Monday, May 6, 2013

The Pull List: May 1, 2013

I read too many comics.  It's a habit that so far has only benefited my local comic shop.  That changes now as you can learn from the mistakes of my purchases, and perhaps even be intrigued to check out some of the cool picture books of the week.  There's always the option to make fun of my tastes, too.


-Superior Spider-Man #9 (Dan Slott, Ryan Stegman)

Goddamn!  This is one intense issue.  One of the most important storytelling elements in superhero comics is putting the hero up against a credible threat.  The creators need to make the reader believe that the villain might triumph.  That has been a strong point of the Superior Spider-Man, but this issue takes it to an entirely different level.  Peter Parker and Doc Ock revealing their inner Spider-Men makes for a great visual.  The premise of Superior Spider-Man is still off-putting, but there is an interesting story to tell here.  

-Age of Ultron #7 (Brian Michael Bendis, Brandon Peterson, Carlos Pacheco)

Once again I find myself asking the question, "Why am I buying this comic?"  At this point I might as well see the story through to the end, even if the plot is barely paper thin.  Not even the art can save this book as it is nothing special and the lackluster set-ups don't even result in remotely interesting fights.  Overall this issue is just another mediocre entry in this horribly decompressed event.

-Thanos Rising #2 (Jason Aaron, Simone Bianchi)

After a rather disappointing first issue, I was trying to give this one a fair shake.  That's not going to happen when the first 2 pages of a 22 page comic that costs $4 is completely wasted.  The story told in those remaining 20 pages is an unnecessary mess.  There is no need to revisit and muck up Thanos' origin.  I've never been a fan of Bianchi's art.  This comic is pretty damn bad and Marvel would've been better off just reprinting old stories if they really wanted to push Thanos for movie appearances.

-Iron Man #9 (Kieron Gillen, Dale Eaglesham)

By the grace of some god Greg Land doesn't have art duties for this issue, so that's a plus.  However there is the banner of "The Secret Origin of Tony Stark" as well, which fills me with a sense if dread.  For the most part the comic plays to its strengths, no Land, and my tastes: robot space bounty hunters.  Eaglesham's art isn't anything groundbreaking. He draws a pretty great Death's Head though, and the panel bordering is neat.  This issue is an entirely serviceable story that tickles my fancy.  Until the end that is, when that whole "Secret Origin" bit rears its ugly head.  Hopefully my faith in Gillen is well placed and  this will all turn out to be a clever ruse.


-Animal Man #20 (Jeff Lemire, John Paul Leon, Timothy Green II)

A story within a story is the premise of this one, and it all got very meta very quickly.  Lemire explores Animal Man's loss by examining his drive to be a hero while critiquing the fame for fame's sake reality television stars that dominate real-world entertainment.  The heavily inked art of the "fictional story" was well done and differed from the series' stylistic tone enough to stand out, yet not too much to be jarring.  There are stronger Animal Man issues out there, but one small road bump isn't too bad in the grand scheme of things as long as the entire story pulls together.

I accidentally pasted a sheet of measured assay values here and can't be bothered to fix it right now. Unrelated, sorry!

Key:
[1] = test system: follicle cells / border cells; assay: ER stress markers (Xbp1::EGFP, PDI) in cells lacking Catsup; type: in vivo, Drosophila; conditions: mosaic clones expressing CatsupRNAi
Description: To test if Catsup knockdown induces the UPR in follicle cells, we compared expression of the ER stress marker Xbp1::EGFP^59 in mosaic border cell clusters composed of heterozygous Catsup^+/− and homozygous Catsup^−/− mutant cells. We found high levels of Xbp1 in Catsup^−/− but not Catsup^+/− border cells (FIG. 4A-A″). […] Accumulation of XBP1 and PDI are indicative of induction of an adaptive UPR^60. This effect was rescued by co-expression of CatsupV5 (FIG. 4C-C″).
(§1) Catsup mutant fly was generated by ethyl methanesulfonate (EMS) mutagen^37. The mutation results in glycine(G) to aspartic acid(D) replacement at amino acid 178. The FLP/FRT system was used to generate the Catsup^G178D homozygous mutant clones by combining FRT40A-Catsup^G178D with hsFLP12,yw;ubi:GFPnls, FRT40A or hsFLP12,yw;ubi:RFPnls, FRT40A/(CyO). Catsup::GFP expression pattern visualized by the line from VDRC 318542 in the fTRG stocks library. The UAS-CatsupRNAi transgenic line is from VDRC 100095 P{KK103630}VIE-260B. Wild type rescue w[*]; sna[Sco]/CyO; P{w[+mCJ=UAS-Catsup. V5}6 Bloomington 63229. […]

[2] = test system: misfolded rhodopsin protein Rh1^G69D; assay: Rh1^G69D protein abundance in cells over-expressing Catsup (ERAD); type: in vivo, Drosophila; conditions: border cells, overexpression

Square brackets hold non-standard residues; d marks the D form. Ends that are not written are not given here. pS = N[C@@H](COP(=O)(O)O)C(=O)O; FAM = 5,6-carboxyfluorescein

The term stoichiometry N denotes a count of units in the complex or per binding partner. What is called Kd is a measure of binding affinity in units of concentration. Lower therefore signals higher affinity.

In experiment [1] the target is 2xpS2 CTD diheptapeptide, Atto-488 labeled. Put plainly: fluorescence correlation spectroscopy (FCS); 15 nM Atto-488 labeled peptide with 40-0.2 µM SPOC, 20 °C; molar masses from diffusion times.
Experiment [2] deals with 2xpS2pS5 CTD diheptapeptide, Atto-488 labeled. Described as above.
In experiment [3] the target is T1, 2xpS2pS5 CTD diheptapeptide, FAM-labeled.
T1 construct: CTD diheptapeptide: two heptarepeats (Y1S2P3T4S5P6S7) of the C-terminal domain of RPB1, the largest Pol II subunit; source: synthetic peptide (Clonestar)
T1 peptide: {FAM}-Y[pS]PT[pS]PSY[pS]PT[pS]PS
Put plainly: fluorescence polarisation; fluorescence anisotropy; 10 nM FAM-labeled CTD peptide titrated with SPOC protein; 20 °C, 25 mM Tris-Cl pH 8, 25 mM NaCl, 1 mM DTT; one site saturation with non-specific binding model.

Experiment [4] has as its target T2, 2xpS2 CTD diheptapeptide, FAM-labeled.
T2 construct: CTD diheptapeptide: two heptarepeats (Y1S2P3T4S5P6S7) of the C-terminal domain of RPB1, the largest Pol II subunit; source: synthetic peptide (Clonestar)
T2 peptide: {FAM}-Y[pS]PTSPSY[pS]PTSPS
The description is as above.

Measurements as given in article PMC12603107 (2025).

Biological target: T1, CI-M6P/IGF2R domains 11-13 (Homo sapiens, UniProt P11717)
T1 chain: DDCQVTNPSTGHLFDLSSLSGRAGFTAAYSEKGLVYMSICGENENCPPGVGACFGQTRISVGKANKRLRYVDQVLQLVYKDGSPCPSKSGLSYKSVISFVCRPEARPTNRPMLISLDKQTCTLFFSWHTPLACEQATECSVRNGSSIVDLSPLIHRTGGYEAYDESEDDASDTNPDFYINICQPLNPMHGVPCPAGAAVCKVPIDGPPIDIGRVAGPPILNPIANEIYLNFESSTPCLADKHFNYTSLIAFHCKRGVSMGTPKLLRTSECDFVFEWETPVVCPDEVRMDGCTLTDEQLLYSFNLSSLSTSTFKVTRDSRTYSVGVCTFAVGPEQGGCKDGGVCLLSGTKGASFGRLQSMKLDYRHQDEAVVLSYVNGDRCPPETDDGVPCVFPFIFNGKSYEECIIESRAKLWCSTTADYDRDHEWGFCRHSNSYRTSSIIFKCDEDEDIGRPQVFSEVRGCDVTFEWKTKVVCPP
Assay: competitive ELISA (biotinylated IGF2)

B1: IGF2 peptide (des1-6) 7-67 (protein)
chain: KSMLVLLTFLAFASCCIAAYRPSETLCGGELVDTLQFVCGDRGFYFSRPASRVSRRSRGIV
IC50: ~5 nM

-Aquaman #19 (Geoff Johns, Paul Pelletier)

There are a lot of moving pieces and most of them are still being set up.  As "villainous" Ocean Master's actions were during the Throne of Atlantis crossover, his point about perspective and his actions merely being retaliatory are poignant.  It rings especially true because the majority of the time people are just straight up dicks to Aquaman.  The selling point of the book is the art.  Every underwater panel is a sight to behold as it captures the scope and subtleties of the ocean.  Also, Atlantean organ theft.

-Stormwatch #20 (Jim Starlin, Yvel Guichet)

Full disclosure: this is only the second issue of Stormwatch I've ever read (the first being #19).  Jim Starlin taking over writing duties is what drew me in.  The story is a bit confusing, but that is probably a symptom of my neophyte Stormwatcher status.  Proving that I am an equal opportunity hater of retooled origins, Lobo's new backstory is wack.  Sorry Starlin, just because Aaron messed up Thanos' origins doesn't mean you can screw with one of the greatest DC characters of all time.  As you can see below, one alien gets its head kicked clean off while on the opposite page one gets punched straight through its chest.  Stormwatch #21 is a confirmed purchase.


-Action Comics #20 (Andy Diggle, Tony S. Daniel)

It's hard to live up to Grant Morrison's recently finished run on Action Comics (it concluded with #18).  Unsurprisingly, this issue fails to meet that lofty standard.  That's not to say this is a bad comic.  Coupled with the tumultuous situation with the creative team due to Diggle's premature departure means that this issue isn't as good as this series can and should be, at least from a writing standpoint.  Thankfully the book is still visually appealing.


-Hypernaturals #11 (Dan Abnett, Andy Lanning, Tom Derenick, Andres Guinaldo)

This comic is at the bottom of my reading list because it never disappoints.  Hypernaturals continues to be a rock solid engaging tale of heroes protecting all of known space.  The current plot threads all seem to be coming to a climax and that invariably means things get crazy.  High concept deicide levels of crazy.  Though the art sometimes falls a bit flat during more mundane scenes it is consistent and performs beautifully once the action starts.  If big heroes fighting big threats is your thing, do yourself a favor and catch up on this book.

No comments:

Post a Comment